Centiel: Ensuring data centre availability

Centiel: Ensuring data centre availability

Mike Elms, sales and marketing director at Centiel Ltd, discusses how to ensure data centre efficiency and availability, as well as the necessary maintenance required to ensure this remains a constant.

What do data centres require of their power delivery? The answer is easy: 100% power availability, 100% of the time. In other words, they want a system that never fails.

However, reliability is often considered the key attribute for any UPS solution. Yet, a system can be reliable over a period of time, but still fail on a particular occasion with far-reaching consequences. Therefore, availability must be the number one priority when purchasing any UPS solution.   

Availability can be expressed by the following equation where MTBF equals Mean Time Before Failure and MTTR equals Mean Time To Repair:

Availability  =  MTBF/MTBF + MTTR

Availability is expressed as a percentage. The key number here is MTTR (if MTTR = 0 then Availability is always 100% regardless of MTBF).  

Modular systems

In recent years, modular systems have introduced a significant step-change in the industry as, when properly configured, they are designed to maximise load availability and system efficiency simultaneously. 

This is achieved because modular systems have a single frame, containing a number (N) of power modules. These run together and share the load equally between them. The advantage of this N+1 configuration is that if one module fails it becomes isolated. The remaining modules support the load and the system availability is preserved.   

UPS modules are paralleled vertically within a single frame, and frames can be further paralleled horizontally to provide a completely flexible system. There is no single point of failure, contributing to the highest level of availability for power protection. The load also remains protected even when any individual module is being replaced.

Centiel’s CumulusPower is the latest 4thgeneration of true modular UPS systems, incorporating Distributed Active Redundant Architecture (DARA), it provides a significant improvement over previous system designs.

The critical power protection industry is, understandably, extremely risk averse, and is particularly attentive regarding potential single points of failure. Therefore, each individual CumulusPower UPS module contains all the elements of a standalone UPS unit – rectifier, inverter, static switch, display - and critically - all control and monitoring circuitry.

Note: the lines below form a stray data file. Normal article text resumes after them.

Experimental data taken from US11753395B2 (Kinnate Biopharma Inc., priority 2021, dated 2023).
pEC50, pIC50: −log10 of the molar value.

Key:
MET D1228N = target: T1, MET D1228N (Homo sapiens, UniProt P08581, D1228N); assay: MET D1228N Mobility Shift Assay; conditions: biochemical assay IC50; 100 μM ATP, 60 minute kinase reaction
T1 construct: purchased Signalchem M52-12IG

This eliminates the potential single point of failure associated with designs that have a separate, single static switch assembly, separate control or intelligence modules. Availability for the 4th generation Centiel system is now Nine 9s or 99.9999999%.

Batteries

In addition, with all the focus on the UPS units themselves, it can be forgotten that an integral element of a system is the associated batteries which provide power in the event of an electrical supply interruption or blackout. Equal consideration needs to be given to the design of the battery system, including rigorous battery autonomy calculations, selecting a quality supplier, the provision of redundant strings, individual string protection/isolation and ambient environment to name but a few.

With all the time, effort and expense of designing and installing the very best UPS system it is important that it is properly maintained to ensure availability is not compromised. Suppliers offer a variety of maintenance proposals and SLAs and diligence must be applied up front, in scrutinising and choosing the correct solution for each installations requirement. Any UPS that is not maintained properly may ultimately compromise overall system availability.

As well as availability, organisations need to consider the total cost of ownership of a UPS system and this is related to the purchase price, system efficiency (running costs) and the cost of maintenance. 

Efficiency

I’ve touched on maintenance, so how a system is configured to maximise efficiency is another area demanding attention. The challenge is that IT requirements change quickly.  So how can an infrastructure be built to meet these dramatically changing demands? Put simply, a UPS needs to operate on the best point of its efficiency curve. A system which is too small will be overloaded and a system which is too large will waste energy and be inefficient and costly to run. Scalability and flexibility are key when purchasing, to ensure the continual ‘right sizing’ of the UPS. 

Modular systems offer all the advantages of high availability, scalability and flexibility to match an organisation’s changing requirements. In addition, they offer the benefits of: fast replacement of modules, small footprint with high power density and, when correctly configured to ensure system “right sizing,” operating costs can be kept to a minimum.

In our ever-evolving world, future-proofing systems is one of the greatest challenges faced by system designers. The good news is that modern modular UPS systems can be quickly and easily reconfigured to adapt to changes in load requirements over time. This not only ensures the highest efficiency is maintained, but more importantly it guarantees availability of power protection whatever the future holds. 

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